Beck and McDonald's (2004) formulation of the Attachment to God Inventory (AGI) provided a means for direct assessment of individuals' attachment bonding with God. Beck and McDonald based their formulation on the Experiences in Close Relationships scale's (ECR; Brennan, Clark, & Shaver, 1998) two subscales of avoidance and anxiety. Beck and McDonald's use of the ECR as a basis for the development of the AGI suggested a parallel between individuals' attachment with others and individuals' attachment to God. Indeed, research has indicated that the two ECR subscales (avoidance of intimacy and anxiety about abandonment) underpin individuals' affiliative bonds both to others and to God (Beck, 2006a, 2006c; Beck & McDonald, 2004). However, despite the suggested parallel between interpersonal affiliations and individuals' affiliation with God, other researchers have made distinctions between person-to-person attachment bonding and person-to-God attachments; that is, God, unlike humans, has been considered as infallible and not subject to human foibles (Kirkpatrick & Shaver, 1990). Accordingly, person-to-God relationships are not thought to be influenced by the same kinds of constraints that inform interpersonal relationships (e.g., personal agendas that ultimately shape interpersonal affiliations).
Recent research has also found a link between matters of faith development and attachment; specifically, this research has examined how individuals' faith develops relative to the types of romantic attachment bonds they exhibit with others (Hart et al., 2010). This research found that anxiety over abandonment (but not avoidance of intimacy) predicted the development of individuals' faith. These results were congruent with previous research on bonding with God, suggesting that a perception of God as a secure and dependable figure (i.e., indicated by individuals' low levels of anxiety) is imperative for fostering bonds with God (i.e., the development of faith).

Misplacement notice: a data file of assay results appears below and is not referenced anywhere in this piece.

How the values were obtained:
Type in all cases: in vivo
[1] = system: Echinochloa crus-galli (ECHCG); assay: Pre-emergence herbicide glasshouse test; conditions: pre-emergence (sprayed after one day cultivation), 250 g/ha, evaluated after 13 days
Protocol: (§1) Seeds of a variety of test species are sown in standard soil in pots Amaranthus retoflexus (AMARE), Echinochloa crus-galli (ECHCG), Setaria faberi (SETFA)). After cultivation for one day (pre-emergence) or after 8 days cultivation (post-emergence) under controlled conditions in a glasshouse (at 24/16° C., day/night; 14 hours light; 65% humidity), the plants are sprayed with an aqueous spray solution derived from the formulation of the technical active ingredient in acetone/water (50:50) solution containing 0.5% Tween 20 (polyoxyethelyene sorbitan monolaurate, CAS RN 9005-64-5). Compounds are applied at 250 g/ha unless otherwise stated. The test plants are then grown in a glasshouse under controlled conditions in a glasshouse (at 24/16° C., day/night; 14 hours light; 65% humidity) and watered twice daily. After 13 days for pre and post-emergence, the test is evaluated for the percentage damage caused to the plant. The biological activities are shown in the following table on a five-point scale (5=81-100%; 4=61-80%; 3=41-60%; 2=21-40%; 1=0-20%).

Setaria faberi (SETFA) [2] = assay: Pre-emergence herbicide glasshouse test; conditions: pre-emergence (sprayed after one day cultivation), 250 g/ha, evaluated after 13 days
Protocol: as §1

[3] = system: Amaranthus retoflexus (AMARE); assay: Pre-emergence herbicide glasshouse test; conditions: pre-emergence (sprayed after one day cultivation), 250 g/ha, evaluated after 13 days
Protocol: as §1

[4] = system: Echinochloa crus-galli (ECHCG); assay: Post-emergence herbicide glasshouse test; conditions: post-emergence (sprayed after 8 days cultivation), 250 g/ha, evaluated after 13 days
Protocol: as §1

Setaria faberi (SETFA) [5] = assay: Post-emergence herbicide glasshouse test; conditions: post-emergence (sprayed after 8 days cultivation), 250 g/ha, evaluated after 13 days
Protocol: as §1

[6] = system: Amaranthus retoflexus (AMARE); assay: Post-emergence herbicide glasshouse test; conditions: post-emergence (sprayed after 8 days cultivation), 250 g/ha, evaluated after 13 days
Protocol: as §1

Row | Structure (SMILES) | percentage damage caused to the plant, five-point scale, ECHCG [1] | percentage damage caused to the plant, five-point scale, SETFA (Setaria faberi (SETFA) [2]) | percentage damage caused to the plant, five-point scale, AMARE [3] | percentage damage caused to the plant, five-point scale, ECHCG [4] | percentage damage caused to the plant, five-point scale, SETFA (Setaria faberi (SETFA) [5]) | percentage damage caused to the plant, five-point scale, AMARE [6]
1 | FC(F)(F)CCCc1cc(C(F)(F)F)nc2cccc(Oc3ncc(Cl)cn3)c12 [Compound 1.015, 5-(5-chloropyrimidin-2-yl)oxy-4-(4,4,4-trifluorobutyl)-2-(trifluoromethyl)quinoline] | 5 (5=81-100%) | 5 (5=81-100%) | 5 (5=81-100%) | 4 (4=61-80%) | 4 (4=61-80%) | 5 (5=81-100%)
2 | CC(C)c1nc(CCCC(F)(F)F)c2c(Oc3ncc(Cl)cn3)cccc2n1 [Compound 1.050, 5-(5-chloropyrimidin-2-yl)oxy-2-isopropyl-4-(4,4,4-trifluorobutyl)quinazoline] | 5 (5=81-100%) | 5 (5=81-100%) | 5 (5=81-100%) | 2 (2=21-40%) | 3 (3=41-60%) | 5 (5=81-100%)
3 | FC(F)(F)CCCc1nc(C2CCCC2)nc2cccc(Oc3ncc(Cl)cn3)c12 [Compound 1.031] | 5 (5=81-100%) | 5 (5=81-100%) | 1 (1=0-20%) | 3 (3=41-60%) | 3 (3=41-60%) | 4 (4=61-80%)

Similarly, God has been conceptualized as a transcendental attachment personality (e.g., Beck, 2006c; Beck & McDonald, 2004; Cicirelli, 2004; McDonald et ah, 2005; Miner, 2009). Researchers using religious samples have shown that the monotheistic Christian God is a secure, safe, and dependable foundation from which individuals can make forays into theological explorations (cf. Beck, 2006c). Further, Beck (2006c) found that individuals who perceived God as a secure and dependable base were more likely to be tolerant of Christian religious views that were different from their own. Additionally, such individuals were found to manifest less distress and were more likely to fully embrace the core Christian teachings about God. In contrast, the individuals who manifested attachment avoidance tended to be uninterested in theological explorations; furthermore, their religious views seemed inflexible and were non-inclusive of divergent religious views.
Expanding research on attachment to God, Miner (2009) found that the extent to which individuals were in secure attachments with God influenced their psychological adjustment beyond the emotional bonds they had in their attachment to primary caregivers. Individuals who exhibited secure bonds with God and with parents manifested an existential well-being and were also less anxious than individuals who had a negative perspective of relationships with parents. These findings intimated that secure attachment to God was a buffer to stress.